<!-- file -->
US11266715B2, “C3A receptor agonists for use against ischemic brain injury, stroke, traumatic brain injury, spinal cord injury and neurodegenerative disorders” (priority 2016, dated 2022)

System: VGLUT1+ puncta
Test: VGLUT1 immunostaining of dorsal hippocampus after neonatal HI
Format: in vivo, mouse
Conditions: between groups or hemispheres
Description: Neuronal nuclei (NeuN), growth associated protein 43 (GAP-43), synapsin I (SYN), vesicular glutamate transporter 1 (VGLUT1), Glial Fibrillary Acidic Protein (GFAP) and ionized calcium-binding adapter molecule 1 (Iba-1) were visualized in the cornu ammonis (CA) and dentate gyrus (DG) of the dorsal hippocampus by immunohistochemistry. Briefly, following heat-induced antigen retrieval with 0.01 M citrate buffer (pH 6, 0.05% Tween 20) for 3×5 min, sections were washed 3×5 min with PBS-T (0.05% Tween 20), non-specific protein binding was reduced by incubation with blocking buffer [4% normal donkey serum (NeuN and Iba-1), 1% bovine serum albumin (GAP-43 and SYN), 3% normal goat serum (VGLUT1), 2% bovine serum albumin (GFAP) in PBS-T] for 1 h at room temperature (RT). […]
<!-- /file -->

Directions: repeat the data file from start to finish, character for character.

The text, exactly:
US11266715B2, “C3A receptor agonists for use against ischemic brain injury, stroke, traumatic brain injury, spinal cord injury and neurodegenerative disorders” (priority 2016, dated 2022)

System: VGLUT1+ puncta
Test: VGLUT1 immunostaining of dorsal hippocampus after neonatal HI
Format: in vivo, mouse
Conditions: between groups or hemispheres
Description: Neuronal nuclei (NeuN), growth associated protein 43 (GAP-43), synapsin I (SYN), vesicular glutamate transporter 1 (VGLUT1), Glial Fibrillary Acidic Protein (GFAP) and ionized calcium-binding adapter molecule 1 (Iba-1) were visualized in the cornu ammonis (CA) and dentate gyrus (DG) of the dorsal hippocampus by immunohistochemistry. Briefly, following heat-induced antigen retrieval with 0.01 M citrate buffer (pH 6, 0.05% Tween 20) for 3×5 min, sections were washed 3×5 min with PBS-T (0.05% Tween 20), non-specific protein binding was reduced by incubation with blocking buffer [4% normal donkey serum (NeuN and Iba-1), 1% bovine serum albumin (GAP-43 and SYN), 3% normal goat serum (VGLUT1), 2% bovine serum albumin (GFAP) in PBS-T] for 1 h at room temperature (RT). […]